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October 21, 2021
Market Outlook 3Q Review 2021
Third Quarter Summary
The S&P 500 squeaked out another positive return for the quarter rising 0.6%, although it ended on a down note by falling 4.7% in September. The September loss was the first since January and has investors a bit unnerved as the market faces a number of short-term risks as it enters the earnings reporting season. Perhaps the most prominent of these risks is the looming extension of the federal government debt ceiling. The U.S. government has never defaulted on its U.S. Treasury bond obligations in its roughly 245 years of existence, but it has gone to the wire on several occasions resulting in investor angst. Treasury Secretary Janet Yellen said a default would be “catastrophic” and send the U.S. economy into another recession. We view a U.S. Treasury default as a low probability, but extremely high impact event, so are watching the situation closely.
Speaking of defaults, perhaps the biggest catalyst for the market’s September drawdown was the slow motion train wreck occurring with Evergrande Group, one of the largest property developers in China and the world. Real estate, and its related ecosystem, is at the heart of the Chinese economy, so the controlled restructuring of Evergrande poses the risk of a collapse and contagion beyond the Chinese real estate sector. Also adding to the September fireworks was the Federal Reserve’s announcement that a tapering of its longstanding bond buying program of $120 billion a month is at hand. Assuming the federal debt ceiling is extended, we believe the taper is likely to begin in November, but all bets are off in the case of a U.S. Treasury default. The taper talk has sent the yield on the benchmark 10 Year U.S. Treasury Note from roughly 1.25% to 1.50% in short order. The impact on the rise in long-term interest rates has not only been felt by holders of fixed income securities, but also for owners of many growth stocks. Growth stocks are expected to receive much of their earnings in the future and are more susceptible to rising rates. To wit, the Russell 1000 Growth Index fell 5.6% in September, relative to the 3.5% drop for their Russell 1000 Value Index brethren.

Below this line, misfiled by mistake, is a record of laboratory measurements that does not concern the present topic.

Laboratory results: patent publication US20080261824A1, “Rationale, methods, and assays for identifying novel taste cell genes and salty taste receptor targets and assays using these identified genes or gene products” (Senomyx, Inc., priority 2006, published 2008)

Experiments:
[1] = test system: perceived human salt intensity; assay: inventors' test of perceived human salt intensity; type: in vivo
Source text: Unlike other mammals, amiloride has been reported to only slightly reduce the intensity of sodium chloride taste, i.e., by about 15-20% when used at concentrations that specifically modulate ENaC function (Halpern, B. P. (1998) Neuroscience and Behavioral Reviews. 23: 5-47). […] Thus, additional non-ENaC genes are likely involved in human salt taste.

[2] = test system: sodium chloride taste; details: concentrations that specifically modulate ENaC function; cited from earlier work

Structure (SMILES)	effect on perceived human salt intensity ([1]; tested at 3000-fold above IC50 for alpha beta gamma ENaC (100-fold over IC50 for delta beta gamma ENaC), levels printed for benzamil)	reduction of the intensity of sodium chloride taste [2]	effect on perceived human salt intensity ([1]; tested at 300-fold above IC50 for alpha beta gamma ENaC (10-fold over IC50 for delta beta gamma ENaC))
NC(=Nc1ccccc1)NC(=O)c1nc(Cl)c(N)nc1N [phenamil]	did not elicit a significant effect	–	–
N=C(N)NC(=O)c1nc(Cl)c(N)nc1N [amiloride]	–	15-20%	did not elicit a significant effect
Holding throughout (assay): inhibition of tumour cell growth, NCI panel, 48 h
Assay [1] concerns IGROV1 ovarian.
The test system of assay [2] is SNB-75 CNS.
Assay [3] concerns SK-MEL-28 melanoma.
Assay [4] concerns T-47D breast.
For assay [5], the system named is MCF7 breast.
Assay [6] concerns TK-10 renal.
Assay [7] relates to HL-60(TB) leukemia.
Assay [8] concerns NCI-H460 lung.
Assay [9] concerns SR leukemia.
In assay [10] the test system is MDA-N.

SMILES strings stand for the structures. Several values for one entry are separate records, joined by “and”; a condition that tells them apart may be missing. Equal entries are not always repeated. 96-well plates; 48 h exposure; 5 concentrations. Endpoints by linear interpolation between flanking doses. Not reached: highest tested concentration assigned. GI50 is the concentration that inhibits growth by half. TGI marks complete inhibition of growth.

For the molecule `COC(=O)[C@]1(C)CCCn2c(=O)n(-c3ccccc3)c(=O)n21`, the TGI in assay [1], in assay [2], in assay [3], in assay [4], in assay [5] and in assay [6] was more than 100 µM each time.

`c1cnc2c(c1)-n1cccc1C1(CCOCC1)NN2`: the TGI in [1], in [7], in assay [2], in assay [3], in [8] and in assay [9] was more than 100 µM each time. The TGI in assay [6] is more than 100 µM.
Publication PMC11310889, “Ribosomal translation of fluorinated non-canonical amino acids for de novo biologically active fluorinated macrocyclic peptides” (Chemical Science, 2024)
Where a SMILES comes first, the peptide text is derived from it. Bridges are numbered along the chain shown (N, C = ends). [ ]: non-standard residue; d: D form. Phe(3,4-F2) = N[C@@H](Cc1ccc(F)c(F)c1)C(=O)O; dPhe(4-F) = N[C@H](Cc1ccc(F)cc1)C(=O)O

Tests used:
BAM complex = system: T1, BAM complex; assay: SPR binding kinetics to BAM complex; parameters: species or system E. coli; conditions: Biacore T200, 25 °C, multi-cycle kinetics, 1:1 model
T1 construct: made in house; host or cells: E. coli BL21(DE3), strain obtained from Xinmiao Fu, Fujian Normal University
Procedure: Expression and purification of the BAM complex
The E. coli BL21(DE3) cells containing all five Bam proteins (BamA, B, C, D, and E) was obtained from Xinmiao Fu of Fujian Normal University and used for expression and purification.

Adding to the risk bonfire is the ongoing supply chain bottlenecks experienced by many firms. These bottlenecks range from companies being unable to get their hands on production inputs, to COVID related lockdowns, to products sitting offshore on massive container ships with no one available to unload them. First, the shortages were confined to computer chips, but now shortages are springing up in areas as far flung as Nike’s sneaker factories in Vietnam. Fortunately, in most of these cases demand is delayed rather than destroyed completely, although the short-term effect is rising prices and dissatisfied customers.